Don’t be a Puzzled Penguin

In the past six months, I’ve learned more about being a first grader than I have since I was a first grader. Part of each of my days is spent in first grade, learning to read and do addition and subtraction. Part of each day is spent in third grade as well, learning to read a little better and do multiplication and division.

There are a lot more parents, like me, in first grade this year than there were in the 1973-74 academic year. As I recall, it used to be mostly little kids, but now parents are having to figure out how to use all the many online tools that make the remote learning elementary school go. Fortunately, we all have a six or seven-year-old nearby to help us.

It’s kind of a vicious cycle, but in order that we don’t get too frustrated, we call it a symbiotic relationship: Big Man wants help with his homework; before I can begin to help him, he must teach me how to use the online platform that jealously guards this day’s homework inside its electronic labyrinth.

It can be taxing, but we’re getting through it together. Our two heads combined are enough to graduate one of us from first grade. I just hope it’s the one still full of potential.

Along the way, we’ve have had some adventures and met some characters. One of the noteworthy entities I’ve met in electronic first grade is the Puzzled Penguin. The Puzzled Penguin shows up occasionally on one of the arithmetic applications.

I first met the Puzzled Penguin when Big Man and I encountered a math problem that went something like this:

                The Puzzled Penguin thinks 7 + 5 = 10 + 3. Is he correct?

Before I had even finished reading the problem, Big Man announced with certainty: “Nope, he’s wrong!”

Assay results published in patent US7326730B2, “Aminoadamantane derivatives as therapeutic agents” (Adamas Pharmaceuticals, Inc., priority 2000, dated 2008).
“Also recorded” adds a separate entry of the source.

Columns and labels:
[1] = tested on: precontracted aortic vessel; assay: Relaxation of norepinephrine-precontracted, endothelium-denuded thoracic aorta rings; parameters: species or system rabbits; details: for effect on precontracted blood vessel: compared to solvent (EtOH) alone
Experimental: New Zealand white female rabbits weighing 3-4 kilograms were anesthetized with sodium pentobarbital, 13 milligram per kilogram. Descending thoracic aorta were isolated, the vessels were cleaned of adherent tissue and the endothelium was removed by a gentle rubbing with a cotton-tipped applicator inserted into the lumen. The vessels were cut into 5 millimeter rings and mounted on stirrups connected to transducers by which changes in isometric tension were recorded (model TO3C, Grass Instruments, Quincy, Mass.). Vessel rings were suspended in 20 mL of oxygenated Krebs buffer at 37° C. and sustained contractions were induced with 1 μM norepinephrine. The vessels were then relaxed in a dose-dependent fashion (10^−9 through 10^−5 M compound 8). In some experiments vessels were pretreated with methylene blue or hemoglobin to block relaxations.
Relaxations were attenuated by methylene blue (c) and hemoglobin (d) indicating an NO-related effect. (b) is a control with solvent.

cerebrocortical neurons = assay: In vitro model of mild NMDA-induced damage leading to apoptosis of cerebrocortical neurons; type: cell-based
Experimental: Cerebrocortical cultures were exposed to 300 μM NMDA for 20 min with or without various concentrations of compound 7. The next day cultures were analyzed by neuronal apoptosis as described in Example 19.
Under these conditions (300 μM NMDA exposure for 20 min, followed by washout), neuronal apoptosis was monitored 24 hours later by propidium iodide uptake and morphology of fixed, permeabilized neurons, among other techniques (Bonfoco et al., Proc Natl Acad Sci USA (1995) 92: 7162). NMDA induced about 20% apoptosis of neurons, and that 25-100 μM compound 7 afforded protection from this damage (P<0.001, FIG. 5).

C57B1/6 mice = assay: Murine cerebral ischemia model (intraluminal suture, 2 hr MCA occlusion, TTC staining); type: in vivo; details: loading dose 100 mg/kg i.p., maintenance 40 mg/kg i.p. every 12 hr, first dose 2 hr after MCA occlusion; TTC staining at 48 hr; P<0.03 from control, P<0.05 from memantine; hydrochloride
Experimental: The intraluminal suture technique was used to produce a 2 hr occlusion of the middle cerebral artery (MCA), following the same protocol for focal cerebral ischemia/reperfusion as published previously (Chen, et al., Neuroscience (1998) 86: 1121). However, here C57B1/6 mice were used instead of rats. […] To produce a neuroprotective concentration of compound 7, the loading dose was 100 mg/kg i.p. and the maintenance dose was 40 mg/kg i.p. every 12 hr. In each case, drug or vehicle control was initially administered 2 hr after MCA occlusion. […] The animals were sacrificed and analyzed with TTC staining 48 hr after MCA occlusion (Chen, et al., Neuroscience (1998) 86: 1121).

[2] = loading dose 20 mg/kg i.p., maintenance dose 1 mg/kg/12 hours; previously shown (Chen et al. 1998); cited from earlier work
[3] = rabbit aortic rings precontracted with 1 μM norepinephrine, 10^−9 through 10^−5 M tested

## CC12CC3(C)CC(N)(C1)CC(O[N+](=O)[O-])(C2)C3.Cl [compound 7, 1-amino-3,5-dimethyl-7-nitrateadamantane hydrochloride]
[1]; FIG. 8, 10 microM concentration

I was amazed at the speed of his calculation. “Wow! How’d you do that addition so fast?”

“I didn’t add anything.”

“Then how do you know he’s wrong.”

“Easy. The Puzzled Penguin’s always wrong.”

“But why is he wrong?”

Big Man shrugged. “Because he’s dumb?”

“I mean why is he wrong in this case?”

“Because he’s still dumb?”

I put the screen squarely in front of him. “Okay. Do the math and tell me why he’s wrong.”

He gave me an exasperated look. “I already told you the answer. Because the Puzzled Penguin is always wrong.”

As he was speaking, Buster entered the room. “Oh, the Puzzled Penguin,” Buster mused. “I remember him. That dumb bird is always wrong.”

The only thing we learned about arithmetic that day is that penguins are consistent.

Believe me, we’ve tried to help him.

The new new new math

The concept of new math has been around since I was a kid in school. The compulsion for parents to complain about the new math has existed as long. Numbers have interacted with each other in the same way since counting was invented, but once every generation, a new genius came up with a better way to teach children what Johnny had left after he gave Cindy three of his apples.